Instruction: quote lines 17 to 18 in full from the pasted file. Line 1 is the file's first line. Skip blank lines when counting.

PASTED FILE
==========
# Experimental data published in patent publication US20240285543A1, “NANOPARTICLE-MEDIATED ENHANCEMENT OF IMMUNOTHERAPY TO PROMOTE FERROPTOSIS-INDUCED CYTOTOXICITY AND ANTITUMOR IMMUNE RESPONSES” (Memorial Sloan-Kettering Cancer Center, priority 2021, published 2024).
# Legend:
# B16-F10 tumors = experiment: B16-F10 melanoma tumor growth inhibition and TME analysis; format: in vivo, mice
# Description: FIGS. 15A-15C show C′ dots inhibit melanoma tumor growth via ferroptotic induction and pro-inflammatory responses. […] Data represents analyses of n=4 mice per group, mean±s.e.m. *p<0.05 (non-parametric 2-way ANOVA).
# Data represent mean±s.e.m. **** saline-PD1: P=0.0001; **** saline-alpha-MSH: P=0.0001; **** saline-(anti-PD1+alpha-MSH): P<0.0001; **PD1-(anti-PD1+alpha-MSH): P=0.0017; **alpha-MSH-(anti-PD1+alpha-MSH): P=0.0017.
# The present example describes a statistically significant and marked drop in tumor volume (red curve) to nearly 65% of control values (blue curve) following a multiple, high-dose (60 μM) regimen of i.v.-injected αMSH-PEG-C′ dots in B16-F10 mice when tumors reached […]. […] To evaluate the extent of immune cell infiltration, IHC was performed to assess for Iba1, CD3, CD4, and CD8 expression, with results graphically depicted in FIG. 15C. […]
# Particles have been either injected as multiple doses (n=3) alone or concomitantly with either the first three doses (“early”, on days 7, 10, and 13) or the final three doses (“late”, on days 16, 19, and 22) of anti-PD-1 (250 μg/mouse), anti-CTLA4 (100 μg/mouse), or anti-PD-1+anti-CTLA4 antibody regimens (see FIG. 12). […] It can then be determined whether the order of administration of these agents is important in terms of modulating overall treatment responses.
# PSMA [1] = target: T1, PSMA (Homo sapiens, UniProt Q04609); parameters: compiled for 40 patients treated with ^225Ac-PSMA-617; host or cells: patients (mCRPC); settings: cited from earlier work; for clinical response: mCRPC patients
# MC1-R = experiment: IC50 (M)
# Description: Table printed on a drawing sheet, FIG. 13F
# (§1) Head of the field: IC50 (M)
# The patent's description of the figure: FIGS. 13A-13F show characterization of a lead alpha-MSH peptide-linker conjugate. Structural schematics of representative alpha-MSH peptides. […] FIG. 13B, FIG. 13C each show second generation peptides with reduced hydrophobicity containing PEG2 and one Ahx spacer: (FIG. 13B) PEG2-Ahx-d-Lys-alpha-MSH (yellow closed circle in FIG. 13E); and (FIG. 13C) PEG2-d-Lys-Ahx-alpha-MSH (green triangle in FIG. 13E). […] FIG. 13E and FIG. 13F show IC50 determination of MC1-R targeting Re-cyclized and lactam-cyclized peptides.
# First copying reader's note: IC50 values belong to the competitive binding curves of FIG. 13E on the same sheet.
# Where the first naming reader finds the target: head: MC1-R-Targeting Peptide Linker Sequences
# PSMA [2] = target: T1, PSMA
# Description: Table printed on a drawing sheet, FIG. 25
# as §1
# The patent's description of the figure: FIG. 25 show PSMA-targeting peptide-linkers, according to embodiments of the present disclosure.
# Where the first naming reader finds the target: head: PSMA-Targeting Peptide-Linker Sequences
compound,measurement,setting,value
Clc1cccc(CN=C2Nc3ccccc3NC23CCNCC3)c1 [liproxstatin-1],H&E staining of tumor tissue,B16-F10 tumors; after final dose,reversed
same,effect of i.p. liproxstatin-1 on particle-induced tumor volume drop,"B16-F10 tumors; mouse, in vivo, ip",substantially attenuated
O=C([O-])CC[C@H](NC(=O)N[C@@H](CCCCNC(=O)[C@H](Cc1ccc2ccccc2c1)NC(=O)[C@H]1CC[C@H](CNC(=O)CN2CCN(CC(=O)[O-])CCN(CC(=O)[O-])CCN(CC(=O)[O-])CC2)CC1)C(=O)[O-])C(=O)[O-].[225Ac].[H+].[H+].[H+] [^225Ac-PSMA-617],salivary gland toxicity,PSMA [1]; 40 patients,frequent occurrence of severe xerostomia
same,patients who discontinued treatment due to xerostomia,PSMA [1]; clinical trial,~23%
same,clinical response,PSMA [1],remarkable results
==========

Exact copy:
# as §1
# The patent's description of the figure: FIG. 25 show PSMA-targeting peptide-linkers, according to embodiments of the present disclosure.